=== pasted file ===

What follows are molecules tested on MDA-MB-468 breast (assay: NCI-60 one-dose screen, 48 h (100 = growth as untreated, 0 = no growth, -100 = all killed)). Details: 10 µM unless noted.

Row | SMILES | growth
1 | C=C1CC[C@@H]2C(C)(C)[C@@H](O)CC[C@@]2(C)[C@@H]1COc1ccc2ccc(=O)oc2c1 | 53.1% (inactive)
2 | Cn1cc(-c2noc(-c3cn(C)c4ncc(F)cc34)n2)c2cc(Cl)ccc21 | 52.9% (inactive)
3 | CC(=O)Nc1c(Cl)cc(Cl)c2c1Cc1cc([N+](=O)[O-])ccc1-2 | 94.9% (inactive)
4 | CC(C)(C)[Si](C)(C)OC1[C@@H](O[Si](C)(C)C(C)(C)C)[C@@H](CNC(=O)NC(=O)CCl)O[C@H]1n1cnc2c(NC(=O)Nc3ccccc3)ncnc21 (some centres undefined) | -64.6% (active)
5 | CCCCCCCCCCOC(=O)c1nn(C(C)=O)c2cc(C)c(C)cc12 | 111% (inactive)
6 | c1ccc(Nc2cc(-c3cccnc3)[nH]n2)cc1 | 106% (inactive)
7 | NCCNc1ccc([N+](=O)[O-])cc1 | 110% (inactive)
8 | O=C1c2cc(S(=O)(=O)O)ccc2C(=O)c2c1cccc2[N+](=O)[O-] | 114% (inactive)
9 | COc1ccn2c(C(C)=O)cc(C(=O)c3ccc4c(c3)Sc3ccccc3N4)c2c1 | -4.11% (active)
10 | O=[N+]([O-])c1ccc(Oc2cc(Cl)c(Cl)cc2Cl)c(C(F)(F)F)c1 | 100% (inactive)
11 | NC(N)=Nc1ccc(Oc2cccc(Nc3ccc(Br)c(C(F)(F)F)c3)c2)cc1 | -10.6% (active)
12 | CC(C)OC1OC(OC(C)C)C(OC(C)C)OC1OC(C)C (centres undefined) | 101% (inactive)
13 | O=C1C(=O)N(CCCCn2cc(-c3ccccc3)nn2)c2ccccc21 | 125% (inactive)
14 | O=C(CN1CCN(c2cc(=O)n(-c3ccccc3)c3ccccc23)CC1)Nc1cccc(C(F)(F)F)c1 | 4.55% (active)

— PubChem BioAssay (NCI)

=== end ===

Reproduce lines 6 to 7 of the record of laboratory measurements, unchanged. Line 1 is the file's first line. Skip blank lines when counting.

4 | CC(C)(C)[Si](C)(C)OC1[C@@H](O[Si](C)(C)C(C)(C)C)[C@@H](CNC(=O)NC(=O)CCl)O[C@H]1n1cnc2c(NC(=O)Nc3ccccc3)ncnc21 (some centres undefined) | -64.6% (active)
5 | CCCCCCCCCCOC(=O)c1nn(C(C)=O)c2cc(C)c(C)cc12 | 111% (inactive)